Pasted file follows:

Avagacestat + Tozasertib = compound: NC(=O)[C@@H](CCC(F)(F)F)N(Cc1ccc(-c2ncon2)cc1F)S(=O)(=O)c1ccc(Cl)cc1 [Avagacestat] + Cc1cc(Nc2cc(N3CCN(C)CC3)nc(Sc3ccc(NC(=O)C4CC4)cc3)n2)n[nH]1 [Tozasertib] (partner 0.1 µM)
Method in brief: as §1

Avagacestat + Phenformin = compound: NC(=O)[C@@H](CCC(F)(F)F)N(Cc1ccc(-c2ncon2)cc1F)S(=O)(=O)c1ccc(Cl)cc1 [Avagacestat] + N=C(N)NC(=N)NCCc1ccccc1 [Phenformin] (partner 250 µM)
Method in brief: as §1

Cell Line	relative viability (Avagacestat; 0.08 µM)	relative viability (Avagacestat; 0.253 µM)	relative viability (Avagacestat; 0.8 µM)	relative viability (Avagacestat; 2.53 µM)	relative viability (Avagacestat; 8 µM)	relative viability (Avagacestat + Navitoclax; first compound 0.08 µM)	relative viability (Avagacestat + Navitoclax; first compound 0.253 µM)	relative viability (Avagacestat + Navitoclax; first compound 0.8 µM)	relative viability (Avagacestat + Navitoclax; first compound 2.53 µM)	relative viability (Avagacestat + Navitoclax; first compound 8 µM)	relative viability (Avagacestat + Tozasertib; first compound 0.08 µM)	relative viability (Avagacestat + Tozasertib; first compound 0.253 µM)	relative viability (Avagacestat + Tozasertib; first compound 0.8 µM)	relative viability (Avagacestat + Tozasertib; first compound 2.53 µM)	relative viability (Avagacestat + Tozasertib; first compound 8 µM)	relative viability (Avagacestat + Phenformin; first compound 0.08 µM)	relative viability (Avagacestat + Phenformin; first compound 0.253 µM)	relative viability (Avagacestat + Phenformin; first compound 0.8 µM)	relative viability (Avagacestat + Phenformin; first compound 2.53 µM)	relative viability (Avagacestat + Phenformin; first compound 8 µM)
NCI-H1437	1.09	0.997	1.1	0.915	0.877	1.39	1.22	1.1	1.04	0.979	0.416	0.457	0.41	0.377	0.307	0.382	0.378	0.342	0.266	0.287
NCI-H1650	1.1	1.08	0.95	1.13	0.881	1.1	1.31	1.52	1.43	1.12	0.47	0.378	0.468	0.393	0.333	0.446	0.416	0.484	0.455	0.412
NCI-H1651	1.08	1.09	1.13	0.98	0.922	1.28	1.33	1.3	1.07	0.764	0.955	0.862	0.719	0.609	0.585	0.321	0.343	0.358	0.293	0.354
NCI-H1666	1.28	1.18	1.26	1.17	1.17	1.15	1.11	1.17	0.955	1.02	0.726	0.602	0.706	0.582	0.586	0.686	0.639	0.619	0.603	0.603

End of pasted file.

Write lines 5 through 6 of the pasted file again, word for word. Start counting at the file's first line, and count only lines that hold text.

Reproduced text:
Cell Line	relative viability (Avagacestat; 0.08 µM)	relative viability (Avagacestat; 0.253 µM)	relative viability (Avagacestat; 0.8 µM)	relative viability (Avagacestat; 2.53 µM)	relative viability (Avagacestat; 8 µM)	relative viability (Avagacestat + Navitoclax; first compound 0.08 µM)	relative viability (Avagacestat + Navitoclax; first compound 0.253 µM)	relative viability (Avagacestat + Navitoclax; first compound 0.8 µM)	relative viability (Avagacestat + Navitoclax; first compound 2.53 µM)	relative viability (Avagacestat + Navitoclax; first compound 8 µM)	relative viability (Avagacestat + Tozasertib; first compound 0.08 µM)	relative viability (Avagacestat + Tozasertib; first compound 0.253 µM)	relative viability (Avagacestat + Tozasertib; first compound 0.8 µM)	relative viability (Avagacestat + Tozasertib; first compound 2.53 µM)	relative viability (Avagacestat + Tozasertib; first compound 8 µM)	relative viability (Avagacestat + Phenformin; first compound 0.08 µM)	relative viability (Avagacestat + Phenformin; first compound 0.253 µM)	relative viability (Avagacestat + Phenformin; first compound 0.8 µM)	relative viability (Avagacestat + Phenformin; first compound 2.53 µM)	relative viability (Avagacestat + Phenformin; first compound 8 µM)
NCI-H1437	1.09	0.997	1.1	0.915	0.877	1.39	1.22	1.1	1.04	0.979	0.416	0.457	0.41	0.377	0.307	0.382	0.378	0.342	0.266	0.287